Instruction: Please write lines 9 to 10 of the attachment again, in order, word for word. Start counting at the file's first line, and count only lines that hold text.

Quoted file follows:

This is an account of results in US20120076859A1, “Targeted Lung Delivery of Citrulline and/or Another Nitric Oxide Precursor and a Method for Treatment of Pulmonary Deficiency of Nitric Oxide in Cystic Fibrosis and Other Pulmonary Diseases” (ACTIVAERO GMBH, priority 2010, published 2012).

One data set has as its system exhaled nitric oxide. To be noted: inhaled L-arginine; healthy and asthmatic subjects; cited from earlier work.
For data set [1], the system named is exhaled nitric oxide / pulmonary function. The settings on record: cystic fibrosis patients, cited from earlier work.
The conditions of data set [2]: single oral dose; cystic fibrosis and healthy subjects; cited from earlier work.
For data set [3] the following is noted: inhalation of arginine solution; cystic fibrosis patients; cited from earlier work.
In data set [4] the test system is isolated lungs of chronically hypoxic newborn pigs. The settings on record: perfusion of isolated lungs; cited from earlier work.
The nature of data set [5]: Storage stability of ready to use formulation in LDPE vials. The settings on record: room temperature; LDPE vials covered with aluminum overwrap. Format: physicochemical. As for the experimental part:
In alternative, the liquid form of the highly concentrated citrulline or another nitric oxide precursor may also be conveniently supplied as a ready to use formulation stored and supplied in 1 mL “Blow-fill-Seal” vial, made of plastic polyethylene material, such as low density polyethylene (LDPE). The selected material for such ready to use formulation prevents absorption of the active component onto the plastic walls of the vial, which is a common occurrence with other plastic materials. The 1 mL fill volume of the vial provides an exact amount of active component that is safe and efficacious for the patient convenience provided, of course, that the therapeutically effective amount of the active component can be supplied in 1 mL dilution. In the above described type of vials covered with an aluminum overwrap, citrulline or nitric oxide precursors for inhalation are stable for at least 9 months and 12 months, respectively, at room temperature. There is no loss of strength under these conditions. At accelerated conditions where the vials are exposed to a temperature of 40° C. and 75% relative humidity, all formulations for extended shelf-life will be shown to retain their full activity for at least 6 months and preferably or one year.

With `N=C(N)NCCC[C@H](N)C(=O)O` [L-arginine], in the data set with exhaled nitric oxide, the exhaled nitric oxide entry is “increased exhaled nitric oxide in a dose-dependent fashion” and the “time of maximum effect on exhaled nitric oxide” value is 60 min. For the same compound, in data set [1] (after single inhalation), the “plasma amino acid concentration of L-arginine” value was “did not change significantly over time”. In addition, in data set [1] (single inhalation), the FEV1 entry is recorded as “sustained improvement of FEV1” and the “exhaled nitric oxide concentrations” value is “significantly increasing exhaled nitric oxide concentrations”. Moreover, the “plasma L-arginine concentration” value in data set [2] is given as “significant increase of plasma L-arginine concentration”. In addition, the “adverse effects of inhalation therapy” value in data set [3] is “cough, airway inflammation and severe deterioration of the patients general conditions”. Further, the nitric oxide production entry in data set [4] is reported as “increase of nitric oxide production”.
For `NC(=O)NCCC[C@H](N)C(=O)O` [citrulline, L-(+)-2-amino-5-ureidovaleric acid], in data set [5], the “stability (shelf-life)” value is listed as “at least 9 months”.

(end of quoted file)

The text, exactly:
With `N=C(N)NCCC[C@H](N)C(=O)O` [L-arginine], in the data set with exhaled nitric oxide, the exhaled nitric oxide entry is “increased exhaled nitric oxide in a dose-dependent fashion” and the “time of maximum effect on exhaled nitric oxide” value is 60 min. For the same compound, in data set [1] (after single inhalation), the “plasma amino acid concentration of L-arginine” value was “did not change significantly over time”. In addition, in data set [1] (single inhalation), the FEV1 entry is recorded as “sustained improvement of FEV1” and the “exhaled nitric oxide concentrations” value is “significantly increasing exhaled nitric oxide concentrations”. Moreover, the “plasma L-arginine concentration” value in data set [2] is given as “significant increase of plasma L-arginine concentration”. In addition, the “adverse effects of inhalation therapy” value in data set [3] is “cough, airway inflammation and severe deterioration of the patients general conditions”. Further, the nitric oxide production entry in data set [4] is reported as “increase of nitric oxide production”.
For `NC(=O)NCCC[C@H](N)C(=O)O` [citrulline, L-(+)-2-amino-5-ureidovaleric acid], in data set [5], the “stability (shelf-life)” value is listed as “at least 9 months”.